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WADE v. THE STATE.
A95A1037.
MCMURRAY, Presiding Judge.
Bond pending appeal. Douglas Superior Court. Before Judge James.
Defendant was tried before a jury and found guilty of violating the Georgia Controlled Substances Act by unlawfully selling marijuana. With a motion for new trial pending, defendant also moved for bond. After a hearing, the trial court denied this motion for bond, concluding that defendant "poses a significant risk of committing a felony if released on bond This direct appeal is from the order denying defendant's "Motion for Appeal Bond." Held:
1. There is considerable doubt whether a direct appeal will lie from the interlocutory order denying bond during the pendency of a motion for new trial or an appeal. See Howard v. State, 194 Ga. App. 857 (392 SE2d 562). Compare Ferry v. State, 210 Ga. App. 321 (436 SE2d 59). The question of appellate jurisdiction was not squarely addressed in Birge v. State, 238 Ga. 88 (230 SE2d 895). In Birge, the Supreme Court of Georgia granted certiorari to consider the unpublished opinion of the Georgia Court of Appeals which had affirmed the trial court's denial of bail pending appeal from a felony conviction. In that case, the Supreme Court adopted as the Georgia rule the ABA Standards, Criminal Appeals, 2.5 (a) and (b) (1974). ABA Standards, Criminal Appeals, 2.5 (a) provides in part: "The decision of the trial court should be subject to review by an appellate judge or court on the initiative of either the prosecution or the defense." Birge v. State, 238 Ga. 88, 89, supra. This does not mandate that a direct appeal will lie from an order denying bond but is entirely consistent with the application requirements for interlocutory appeal. Compare Patterson v. State, 248 Ga. 875, 877 (287 SE2d 7), where the Supreme Court of Georgia held that an "order denying a plea of double jeopardy is [directly] appealable under . . . Code Ann. 6-701 [now OCGA 5-6-34], where the plea was filed sufficiently in advance of trial so as not to constitute a delaying device." Nevertheless, the present practice is that a direct appeal from an order denying appeal bond should be considered on the merits. See Prayor v. State, 214 Ga. App. 132 (447 SE2d 155).
2. In his sole enumeration of error, defendant contends the trial court abused its discretion in denying an appeal bond, arguing that the evidence does not support the determination that defendant would again sell marijuana if released on bond.
"[T]here is no constitutional right to bond pending appeal, [cits.]." Browning v. State, 254 Ga. 478, 479 (2) (330 SE2d 879). In the case sub judice, since defendant's felony drug conviction was not for trafficking in marijuana, appeal bond may be granted but the question whether to grant bond after conviction is committed to the sound "discretion of the convicting court." OCGA 17-6-1 (g). An appellate court "will not control that discretion unless it has been flagrantly abused. (Cits.)' Watts v. Grimes, 224 Ga. 227 (161 SE2d 286) (1974)." Birge v. State, 238 Ga. 88, 89, supra.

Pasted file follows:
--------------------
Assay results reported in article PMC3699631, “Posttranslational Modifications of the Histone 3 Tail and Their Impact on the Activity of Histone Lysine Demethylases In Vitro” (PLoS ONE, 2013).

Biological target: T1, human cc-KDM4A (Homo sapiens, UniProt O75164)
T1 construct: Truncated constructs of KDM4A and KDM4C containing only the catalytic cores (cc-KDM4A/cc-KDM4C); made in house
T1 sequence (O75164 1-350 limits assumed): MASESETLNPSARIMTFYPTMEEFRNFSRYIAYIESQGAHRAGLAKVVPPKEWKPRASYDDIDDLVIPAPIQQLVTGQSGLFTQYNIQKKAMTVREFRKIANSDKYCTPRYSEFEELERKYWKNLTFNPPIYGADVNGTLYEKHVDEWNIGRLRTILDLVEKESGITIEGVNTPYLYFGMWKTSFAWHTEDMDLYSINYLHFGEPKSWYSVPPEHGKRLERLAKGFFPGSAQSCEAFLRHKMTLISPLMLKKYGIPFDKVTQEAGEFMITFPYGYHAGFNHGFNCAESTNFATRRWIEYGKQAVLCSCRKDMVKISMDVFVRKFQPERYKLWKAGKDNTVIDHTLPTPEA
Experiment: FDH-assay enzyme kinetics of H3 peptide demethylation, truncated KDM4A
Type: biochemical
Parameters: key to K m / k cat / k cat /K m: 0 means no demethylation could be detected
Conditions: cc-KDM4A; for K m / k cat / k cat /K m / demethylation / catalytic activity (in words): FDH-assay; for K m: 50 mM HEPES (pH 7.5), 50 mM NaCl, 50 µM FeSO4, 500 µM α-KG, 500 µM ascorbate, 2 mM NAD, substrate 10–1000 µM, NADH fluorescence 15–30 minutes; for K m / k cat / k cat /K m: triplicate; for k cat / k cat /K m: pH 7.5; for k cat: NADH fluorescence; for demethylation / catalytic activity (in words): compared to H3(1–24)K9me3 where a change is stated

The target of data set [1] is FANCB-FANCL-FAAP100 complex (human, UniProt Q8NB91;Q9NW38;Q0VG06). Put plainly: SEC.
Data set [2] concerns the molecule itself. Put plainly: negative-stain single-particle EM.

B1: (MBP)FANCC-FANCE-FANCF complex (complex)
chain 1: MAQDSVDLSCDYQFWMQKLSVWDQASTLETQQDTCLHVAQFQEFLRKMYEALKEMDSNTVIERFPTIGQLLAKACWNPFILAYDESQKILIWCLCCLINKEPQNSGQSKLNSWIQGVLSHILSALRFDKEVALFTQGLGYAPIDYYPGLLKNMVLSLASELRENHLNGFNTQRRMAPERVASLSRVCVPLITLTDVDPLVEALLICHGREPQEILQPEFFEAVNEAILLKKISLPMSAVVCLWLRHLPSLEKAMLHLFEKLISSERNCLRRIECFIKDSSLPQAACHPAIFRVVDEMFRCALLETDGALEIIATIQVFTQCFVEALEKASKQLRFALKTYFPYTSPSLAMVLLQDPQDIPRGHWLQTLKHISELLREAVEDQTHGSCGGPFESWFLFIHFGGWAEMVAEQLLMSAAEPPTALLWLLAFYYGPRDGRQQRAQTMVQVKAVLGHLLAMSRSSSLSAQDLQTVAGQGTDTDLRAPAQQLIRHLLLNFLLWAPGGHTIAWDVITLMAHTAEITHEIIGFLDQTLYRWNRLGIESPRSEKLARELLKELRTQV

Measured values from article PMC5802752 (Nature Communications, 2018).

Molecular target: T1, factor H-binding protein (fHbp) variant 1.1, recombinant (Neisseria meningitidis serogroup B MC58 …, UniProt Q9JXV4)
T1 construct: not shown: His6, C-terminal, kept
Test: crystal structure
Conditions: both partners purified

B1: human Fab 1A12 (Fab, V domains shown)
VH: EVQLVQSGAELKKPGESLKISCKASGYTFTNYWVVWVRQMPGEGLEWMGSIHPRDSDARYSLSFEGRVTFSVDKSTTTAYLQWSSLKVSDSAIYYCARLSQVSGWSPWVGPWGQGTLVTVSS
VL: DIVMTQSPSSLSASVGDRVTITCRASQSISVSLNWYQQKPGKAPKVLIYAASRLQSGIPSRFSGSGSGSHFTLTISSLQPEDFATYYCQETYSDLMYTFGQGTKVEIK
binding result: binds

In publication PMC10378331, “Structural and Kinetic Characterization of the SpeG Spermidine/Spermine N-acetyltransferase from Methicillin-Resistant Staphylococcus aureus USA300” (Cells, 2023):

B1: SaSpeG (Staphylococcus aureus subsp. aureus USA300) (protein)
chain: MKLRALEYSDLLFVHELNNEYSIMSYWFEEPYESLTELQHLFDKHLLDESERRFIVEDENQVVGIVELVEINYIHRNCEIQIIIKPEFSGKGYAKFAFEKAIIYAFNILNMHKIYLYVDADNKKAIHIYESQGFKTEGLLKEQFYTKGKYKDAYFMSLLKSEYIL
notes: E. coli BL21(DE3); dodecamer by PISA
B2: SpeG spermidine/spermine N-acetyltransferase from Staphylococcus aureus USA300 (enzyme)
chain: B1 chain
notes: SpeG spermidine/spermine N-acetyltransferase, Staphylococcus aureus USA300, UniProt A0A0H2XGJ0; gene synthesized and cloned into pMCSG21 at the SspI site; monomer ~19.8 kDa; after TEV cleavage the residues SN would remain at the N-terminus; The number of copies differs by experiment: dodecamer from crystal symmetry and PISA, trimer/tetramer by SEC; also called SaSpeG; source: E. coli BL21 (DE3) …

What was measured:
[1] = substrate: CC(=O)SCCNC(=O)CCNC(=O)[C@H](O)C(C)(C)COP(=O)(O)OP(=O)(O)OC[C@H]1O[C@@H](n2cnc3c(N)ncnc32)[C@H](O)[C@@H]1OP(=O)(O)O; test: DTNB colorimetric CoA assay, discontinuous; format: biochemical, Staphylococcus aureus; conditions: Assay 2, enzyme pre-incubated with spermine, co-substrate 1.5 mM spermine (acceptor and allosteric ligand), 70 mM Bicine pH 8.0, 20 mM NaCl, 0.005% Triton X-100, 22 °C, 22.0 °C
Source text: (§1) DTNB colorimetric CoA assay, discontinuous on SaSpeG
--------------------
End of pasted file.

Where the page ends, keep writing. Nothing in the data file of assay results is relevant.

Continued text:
At the hearing, "the burden of seeking a stay of execution and a release on bond is upon the applicant." Moore v. State, 151 Ga. App. 413, 414 (260 SE2d 350). " 'Release should not be granted unless the court finds that there is no substantial risk the appellant will not appear to answer the judgment following conclusion of the appellate proceedings and that the appellant is not likely to commit a serious crime, intimidate witnesses or otherwise interfere with the administration of justice and that the appeal is not frivolous or taken for delay.' " Barge v. State, 238 Ga. 88, 90, supra. "The defendant's conviction rebuts the prior presumption of innocence and justifies requiring the defendant to bear the burden of convincing the court to grant an appeal bond. See Vanderford v. State, 126 Ga. [67, 70 (54 SE 822)]." Ayala v. State, 262 Ga. 704, 706 (2), 707 (425 SE2d 282).
In the case sub judice, the trial court heard evidence of additional (unindicted) instances where defendant sold marijuana. When coupled with defendant's lack of remorse and his belief that he had committed no wrong, this evidence was sufficient to support the determination of the trial court that defendant poses a serious risk of committing an additional offense if free on bond. Prayor v. State, 214 Ga. App. 132, 133, supra. Consequently, defendant has failed to establish that the trial court manifestly abused its discretion in denying his motion for bond. Cooper v. State, 178 Ga. App. 709, 716 (11) (345 SE2d 606).
David McDade, District Attorney, Bradley R. Malkin, Assistant District Attorney, for appellee.
Spruell & Dubuc, Billy L. Spruell, for appellant.
DECIDED AUGUST 18, 1995.
Thursday May 21 08:06 EDT


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